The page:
Brendan leaned back to stick his hand into his chalk bag, looking down for the next foothold on the wall, and then burst into laughter. The most obvious spot to move next had an arrow painted toward it and a sign saying, “Not a hold.” It was, in fact, a fire alarm.
We were bouldering at Thrillseekers, a rock gym on South Broadway in Denver, and it’s certainly no gleaming, stylish new athletic center. It’s a dimly lit converted theater, with a floor of loose recycled rubber chunks, the padding feeling quite thin in spots. The short walls are nearly texture-less, which makes smearing extra spicy. The holds look like they haven’t been cleaned or moved for years, so it’s a little like climbing at that super popular crag where the holds are so buffed and greased that all the route grades feel sandbagged. It’s dingy. Scrappy. Why do we like places like this?
I think it’s because I fantasize about being the underdog. Don’t we all love watching Rocky running through the rough part of town and doing pullups at the playground? Or pulling a sled through the snow and chopping wood while Soviet golden boy Ivan Drago is in a high-tech gym? I think lots of us like to imagine we’re tough enough that we don’t need all that fancy training equipment. Give us a pull-up bar, a set of stairs, a giant log to do squats with, and we’ll kick their fancy-gym asses any day.
Maybe it started for me as a teenage track and cross country runner. Our small high school didn’t have much money, so the track out back was still the same dirt oval—400 yards instead of meters—that it was when my dad was a student there. Prone to mud puddles, ruts and giant dust clouds, it made us work just a little harder for each lap. I’m sure we griped about it during windy, cold early-season practices, when it seemed to make training even more miserable. But we also thought maybe it was making us a little tougher. And when it came to lining up at the starting line of a big race on a fancy, cushy track, those days on the rough, extra long dirt track felt like a secret weapon in our pocket.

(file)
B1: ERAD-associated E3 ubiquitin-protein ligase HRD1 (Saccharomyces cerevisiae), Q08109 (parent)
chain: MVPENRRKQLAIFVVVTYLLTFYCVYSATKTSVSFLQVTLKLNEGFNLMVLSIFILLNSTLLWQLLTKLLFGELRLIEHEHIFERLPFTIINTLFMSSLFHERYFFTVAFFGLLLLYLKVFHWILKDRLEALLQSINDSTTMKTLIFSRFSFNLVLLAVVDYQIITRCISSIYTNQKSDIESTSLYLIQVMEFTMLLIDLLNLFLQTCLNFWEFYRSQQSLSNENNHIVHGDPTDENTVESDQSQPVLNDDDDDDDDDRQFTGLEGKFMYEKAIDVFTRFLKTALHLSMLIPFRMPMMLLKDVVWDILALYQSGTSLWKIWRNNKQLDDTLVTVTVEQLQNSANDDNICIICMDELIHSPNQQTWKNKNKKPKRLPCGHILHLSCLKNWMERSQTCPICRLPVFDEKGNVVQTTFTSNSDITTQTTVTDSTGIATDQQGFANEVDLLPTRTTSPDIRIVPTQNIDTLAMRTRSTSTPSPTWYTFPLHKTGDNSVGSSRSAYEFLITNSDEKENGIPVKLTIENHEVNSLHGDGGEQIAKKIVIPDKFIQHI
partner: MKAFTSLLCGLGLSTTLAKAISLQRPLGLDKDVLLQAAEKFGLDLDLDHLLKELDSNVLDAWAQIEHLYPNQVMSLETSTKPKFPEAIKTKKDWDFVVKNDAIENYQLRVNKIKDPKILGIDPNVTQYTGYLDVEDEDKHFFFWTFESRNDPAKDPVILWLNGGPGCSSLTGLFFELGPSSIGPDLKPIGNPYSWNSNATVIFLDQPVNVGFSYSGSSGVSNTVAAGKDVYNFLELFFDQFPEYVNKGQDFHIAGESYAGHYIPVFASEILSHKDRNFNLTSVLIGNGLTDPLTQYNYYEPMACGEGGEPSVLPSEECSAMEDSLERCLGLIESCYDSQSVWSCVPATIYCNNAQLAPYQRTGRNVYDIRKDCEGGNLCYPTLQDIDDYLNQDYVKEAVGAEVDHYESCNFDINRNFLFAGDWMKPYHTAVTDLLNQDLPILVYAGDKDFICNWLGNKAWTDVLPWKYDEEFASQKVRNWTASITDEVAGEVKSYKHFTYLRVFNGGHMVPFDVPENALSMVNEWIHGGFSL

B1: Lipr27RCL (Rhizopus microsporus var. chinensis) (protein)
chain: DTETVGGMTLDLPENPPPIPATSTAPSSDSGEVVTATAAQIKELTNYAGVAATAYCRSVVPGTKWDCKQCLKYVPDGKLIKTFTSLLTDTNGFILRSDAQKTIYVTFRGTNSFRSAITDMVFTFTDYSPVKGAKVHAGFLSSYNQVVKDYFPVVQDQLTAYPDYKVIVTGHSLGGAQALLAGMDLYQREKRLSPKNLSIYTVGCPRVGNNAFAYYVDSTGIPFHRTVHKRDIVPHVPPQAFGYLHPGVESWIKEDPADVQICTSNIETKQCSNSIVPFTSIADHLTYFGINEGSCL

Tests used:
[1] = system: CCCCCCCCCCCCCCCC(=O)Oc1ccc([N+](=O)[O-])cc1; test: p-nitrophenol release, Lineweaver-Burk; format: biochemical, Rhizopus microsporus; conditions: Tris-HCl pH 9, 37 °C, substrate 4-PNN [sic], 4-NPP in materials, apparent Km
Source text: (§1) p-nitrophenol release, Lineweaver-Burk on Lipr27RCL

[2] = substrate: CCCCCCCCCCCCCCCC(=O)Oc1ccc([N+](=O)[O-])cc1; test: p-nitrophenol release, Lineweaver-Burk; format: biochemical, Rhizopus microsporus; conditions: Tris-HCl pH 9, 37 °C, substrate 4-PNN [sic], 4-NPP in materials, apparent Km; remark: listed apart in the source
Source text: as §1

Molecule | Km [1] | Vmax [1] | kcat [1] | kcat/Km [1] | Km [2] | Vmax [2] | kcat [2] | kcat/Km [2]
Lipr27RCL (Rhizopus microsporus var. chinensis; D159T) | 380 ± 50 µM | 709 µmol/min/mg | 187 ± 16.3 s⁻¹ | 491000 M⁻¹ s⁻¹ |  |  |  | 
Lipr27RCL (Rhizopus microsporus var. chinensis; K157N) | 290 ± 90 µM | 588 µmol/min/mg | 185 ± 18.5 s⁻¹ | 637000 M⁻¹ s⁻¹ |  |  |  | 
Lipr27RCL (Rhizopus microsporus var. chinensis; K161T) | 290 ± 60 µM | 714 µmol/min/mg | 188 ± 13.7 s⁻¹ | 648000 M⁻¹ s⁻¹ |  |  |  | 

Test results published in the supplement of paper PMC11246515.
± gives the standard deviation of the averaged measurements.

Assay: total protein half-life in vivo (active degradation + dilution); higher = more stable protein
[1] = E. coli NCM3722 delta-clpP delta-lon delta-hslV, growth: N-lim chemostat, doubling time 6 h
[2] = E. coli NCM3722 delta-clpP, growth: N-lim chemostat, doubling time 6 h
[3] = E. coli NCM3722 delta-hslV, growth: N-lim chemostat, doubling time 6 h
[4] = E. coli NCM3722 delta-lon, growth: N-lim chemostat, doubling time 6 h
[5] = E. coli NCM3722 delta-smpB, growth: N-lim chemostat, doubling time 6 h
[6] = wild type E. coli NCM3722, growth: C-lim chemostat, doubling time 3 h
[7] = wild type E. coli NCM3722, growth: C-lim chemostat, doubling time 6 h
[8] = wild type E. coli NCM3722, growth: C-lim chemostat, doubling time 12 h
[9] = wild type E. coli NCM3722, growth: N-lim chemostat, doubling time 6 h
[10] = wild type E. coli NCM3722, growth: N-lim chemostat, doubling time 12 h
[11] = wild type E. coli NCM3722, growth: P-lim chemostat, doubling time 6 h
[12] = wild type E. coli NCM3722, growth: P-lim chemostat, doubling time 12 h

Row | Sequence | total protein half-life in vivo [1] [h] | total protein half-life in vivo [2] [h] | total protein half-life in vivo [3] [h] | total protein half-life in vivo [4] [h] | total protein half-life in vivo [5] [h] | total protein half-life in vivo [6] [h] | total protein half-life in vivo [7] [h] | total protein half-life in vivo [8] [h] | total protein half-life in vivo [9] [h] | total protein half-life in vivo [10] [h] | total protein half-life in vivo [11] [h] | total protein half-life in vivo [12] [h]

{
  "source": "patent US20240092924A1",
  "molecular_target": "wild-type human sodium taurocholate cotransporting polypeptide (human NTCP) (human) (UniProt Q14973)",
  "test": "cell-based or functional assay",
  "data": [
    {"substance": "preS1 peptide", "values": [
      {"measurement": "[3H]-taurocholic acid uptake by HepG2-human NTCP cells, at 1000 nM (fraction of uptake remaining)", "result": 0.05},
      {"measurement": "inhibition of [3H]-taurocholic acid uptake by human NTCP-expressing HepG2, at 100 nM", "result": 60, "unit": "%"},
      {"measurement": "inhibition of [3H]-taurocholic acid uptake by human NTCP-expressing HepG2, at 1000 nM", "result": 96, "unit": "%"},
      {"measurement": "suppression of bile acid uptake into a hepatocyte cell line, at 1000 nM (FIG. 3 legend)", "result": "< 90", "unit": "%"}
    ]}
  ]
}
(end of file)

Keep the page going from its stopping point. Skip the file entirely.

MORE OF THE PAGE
After college, my intro to indoor bouldering came in the dodgy old “rock cave” at McMurdo Station, Antarctica. One of my coworkers on station led me out of the face-searing cold, up the tight wooden staircase to the second floor of the oldest Quonset hut on station. Tucked away upstairs from an old-school weight room was a small, dusty room lined with plywood and covered in plastic holds. Janky, stained twin mattresses were stacked on the floor. Immediately, I was hooked. The cave became a haven—a place to unwind after a long day of work. It was a sad feeling when you got too pumped to keep climbing, because it was such a gross place to sit and chill, you felt strange hanging out there if you weren’t climbing. I think sometimes we would hold on just a little longer on a problem just because we didn’t want to fall into the gross mattresses.
I recently got to climb with some friends at the glamorous brand-new Earth Treks in Golden, Colo. The walls and roofs are architectural works of art, and the restrooms look like something out of a fancy spa—foot baths included. All sorts of climbing-specific training machines fill the weight room and hip new music pumps through the speakers. It all made me feel like a cool kid for a minute. It was awesome. But something inside me missed the character, the scrappy underdog feeling of the dodgy old gyms —the feeling that when you walk in, you just might see Rocky Balboa doing pullups with Mickey yelling at him.